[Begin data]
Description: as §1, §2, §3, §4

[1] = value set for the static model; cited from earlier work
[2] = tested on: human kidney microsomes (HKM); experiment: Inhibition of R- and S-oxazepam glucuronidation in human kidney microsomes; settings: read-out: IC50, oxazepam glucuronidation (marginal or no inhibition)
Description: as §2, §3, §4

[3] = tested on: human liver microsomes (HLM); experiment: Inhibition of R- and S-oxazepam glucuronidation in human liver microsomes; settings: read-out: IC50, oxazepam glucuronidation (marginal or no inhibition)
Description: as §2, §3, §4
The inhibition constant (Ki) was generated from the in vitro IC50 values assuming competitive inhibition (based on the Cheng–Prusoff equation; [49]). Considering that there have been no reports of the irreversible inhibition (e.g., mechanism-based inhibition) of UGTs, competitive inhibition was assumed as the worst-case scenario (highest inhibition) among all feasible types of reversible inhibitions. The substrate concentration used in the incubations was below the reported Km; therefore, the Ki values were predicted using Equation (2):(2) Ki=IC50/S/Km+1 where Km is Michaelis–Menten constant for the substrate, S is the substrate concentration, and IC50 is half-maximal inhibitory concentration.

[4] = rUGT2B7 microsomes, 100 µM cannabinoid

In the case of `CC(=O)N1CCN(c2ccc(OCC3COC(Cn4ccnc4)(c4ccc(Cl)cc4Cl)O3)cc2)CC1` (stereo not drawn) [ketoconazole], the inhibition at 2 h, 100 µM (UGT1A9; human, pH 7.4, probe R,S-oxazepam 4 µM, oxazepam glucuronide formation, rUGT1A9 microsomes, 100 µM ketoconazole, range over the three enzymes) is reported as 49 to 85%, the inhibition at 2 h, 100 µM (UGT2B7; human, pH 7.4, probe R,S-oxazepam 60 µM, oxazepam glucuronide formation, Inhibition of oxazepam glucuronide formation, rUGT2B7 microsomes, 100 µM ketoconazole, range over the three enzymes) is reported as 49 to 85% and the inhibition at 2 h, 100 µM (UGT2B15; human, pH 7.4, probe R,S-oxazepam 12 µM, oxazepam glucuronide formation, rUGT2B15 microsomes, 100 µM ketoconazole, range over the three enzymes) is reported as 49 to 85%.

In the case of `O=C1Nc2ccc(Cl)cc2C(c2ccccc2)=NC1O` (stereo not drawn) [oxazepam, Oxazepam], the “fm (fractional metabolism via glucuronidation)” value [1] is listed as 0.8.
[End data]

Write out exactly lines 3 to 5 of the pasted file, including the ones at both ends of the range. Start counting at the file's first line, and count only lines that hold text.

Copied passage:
[2] = tested on: human kidney microsomes (HKM); experiment: Inhibition of R- and S-oxazepam glucuronidation in human kidney microsomes; settings: read-out: IC50, oxazepam glucuronidation (marginal or no inhibition)
Description: as §2, §3, §4

[3] = tested on: human liver microsomes (HLM); experiment: Inhibition of R- and S-oxazepam glucuronidation in human liver microsomes; settings: read-out: IC50, oxazepam glucuronidation (marginal or no inhibition)